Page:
Targ includes many examples of PSI that have been supported by scientific verification. One of which covers the ability of precognition. In the cited experiment it was labeled presentiment, and in it the subjects were shown graphic slides that carried potentially emotional charges with them. The subject was connected to electronic devices to record their nervous and biological responses to the slides. The remarkable thing was that these responses began three to five seconds PRIOR to the showing of the slide, and corresponded to the material shown. The subjects were non gifted people who volunteered out of the general population, which supports Targ's conclusion that everyone already has a measure of PSI ability.
He supports his descriptions by liberally quoting other people who have contributed to the field, such as Edgar Cayce, Ernest Holmes, The Dali Lama, and ranging to philosophers like Emerson and Thoreau, with a whole chapter given over to the leaders in examining the phenomenon, Distant Healing. He ponders the various ways healing can take place from the efforts of the mind, and at what stages it might not be possible to effect healing. He brings the time factor into this thought process, wondering if help could be obtained for some seriously ill person by influencing their condition at an earlier time in the illness.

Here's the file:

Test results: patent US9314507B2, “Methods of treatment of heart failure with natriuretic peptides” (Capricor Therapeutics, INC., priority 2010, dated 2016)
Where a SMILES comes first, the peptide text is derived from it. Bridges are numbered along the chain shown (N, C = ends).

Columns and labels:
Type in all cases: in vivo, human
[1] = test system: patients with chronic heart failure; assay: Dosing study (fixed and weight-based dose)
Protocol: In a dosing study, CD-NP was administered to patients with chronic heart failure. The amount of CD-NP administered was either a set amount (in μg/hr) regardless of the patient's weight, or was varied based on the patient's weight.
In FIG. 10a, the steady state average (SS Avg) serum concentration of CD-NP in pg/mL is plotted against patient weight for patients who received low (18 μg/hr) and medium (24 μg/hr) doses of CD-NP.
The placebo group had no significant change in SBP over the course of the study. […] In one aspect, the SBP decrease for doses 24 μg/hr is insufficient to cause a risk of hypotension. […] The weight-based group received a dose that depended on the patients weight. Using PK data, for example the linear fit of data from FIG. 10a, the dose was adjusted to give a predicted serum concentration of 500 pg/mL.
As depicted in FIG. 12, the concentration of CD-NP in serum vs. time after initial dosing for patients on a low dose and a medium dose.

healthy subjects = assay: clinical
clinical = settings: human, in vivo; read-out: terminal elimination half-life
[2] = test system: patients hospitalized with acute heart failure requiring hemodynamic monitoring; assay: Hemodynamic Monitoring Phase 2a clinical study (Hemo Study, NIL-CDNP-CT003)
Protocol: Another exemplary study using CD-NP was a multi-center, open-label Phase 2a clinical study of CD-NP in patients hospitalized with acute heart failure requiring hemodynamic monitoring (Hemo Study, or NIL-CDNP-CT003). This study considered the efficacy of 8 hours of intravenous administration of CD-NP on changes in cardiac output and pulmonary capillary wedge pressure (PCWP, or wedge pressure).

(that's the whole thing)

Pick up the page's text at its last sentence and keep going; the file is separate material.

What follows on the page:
It was refreshing to encounter the number of times he referred to IONS, and researchers Marilyn Schlitz, and Dean Radin as being experts in the field.
Early in the book he mentions "The Course in Miracles." He had some involvement with it near the beginning of its publication, but didn't begin to study it until several years later when he started to take personally the implications of his experiments, and he quotes from it liberally. He also quotes freely from Buddhism, Hinduism, and Christianity in what each of them has to say about the path to enlightenment.
Targ refers several times to the work of his daughter, Elizabeth Targ, who conducted prayer research at California Pacific Medical Center, with much the same scientific accountability that her father did at SRI. Only at the end of the book does he go into more of a memorial for her. Elizabeth died recently of a deadly form of cancer.